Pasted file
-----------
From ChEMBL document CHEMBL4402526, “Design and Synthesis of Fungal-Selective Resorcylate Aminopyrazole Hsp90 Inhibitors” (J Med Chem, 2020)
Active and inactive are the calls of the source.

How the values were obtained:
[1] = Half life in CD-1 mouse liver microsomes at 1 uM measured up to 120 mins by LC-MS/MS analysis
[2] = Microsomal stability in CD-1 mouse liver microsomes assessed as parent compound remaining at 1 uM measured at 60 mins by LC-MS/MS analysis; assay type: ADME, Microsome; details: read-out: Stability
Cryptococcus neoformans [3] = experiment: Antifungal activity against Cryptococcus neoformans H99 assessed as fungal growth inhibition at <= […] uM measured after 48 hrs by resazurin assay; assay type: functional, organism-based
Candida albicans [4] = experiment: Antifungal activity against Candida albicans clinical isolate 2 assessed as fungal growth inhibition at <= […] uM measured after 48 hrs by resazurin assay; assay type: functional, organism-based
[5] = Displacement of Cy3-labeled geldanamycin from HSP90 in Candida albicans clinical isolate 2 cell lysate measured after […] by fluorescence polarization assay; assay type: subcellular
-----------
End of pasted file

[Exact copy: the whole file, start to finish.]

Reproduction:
From ChEMBL document CHEMBL4402526, “Design and Synthesis of Fungal-Selective Resorcylate Aminopyrazole Hsp90 Inhibitors” (J Med Chem, 2020)
Active and inactive are the calls of the source.

How the values were obtained:
[1] = Half life in CD-1 mouse liver microsomes at 1 uM measured up to 120 mins by LC-MS/MS analysis
[2] = Microsomal stability in CD-1 mouse liver microsomes assessed as parent compound remaining at 1 uM measured at 60 mins by LC-MS/MS analysis; assay type: ADME, Microsome; details: read-out: Stability
Cryptococcus neoformans [3] = experiment: Antifungal activity against Cryptococcus neoformans H99 assessed as fungal growth inhibition at <= […] uM measured after 48 hrs by resazurin assay; assay type: functional, organism-based
Candida albicans [4] = experiment: Antifungal activity against Candida albicans clinical isolate 2 assessed as fungal growth inhibition at <= […] uM measured after 48 hrs by resazurin assay; assay type: functional, organism-based
[5] = Displacement of Cy3-labeled geldanamycin from HSP90 in Candida albicans clinical isolate 2 cell lysate measured after […] by fluorescence polarization assay; assay type: subcellular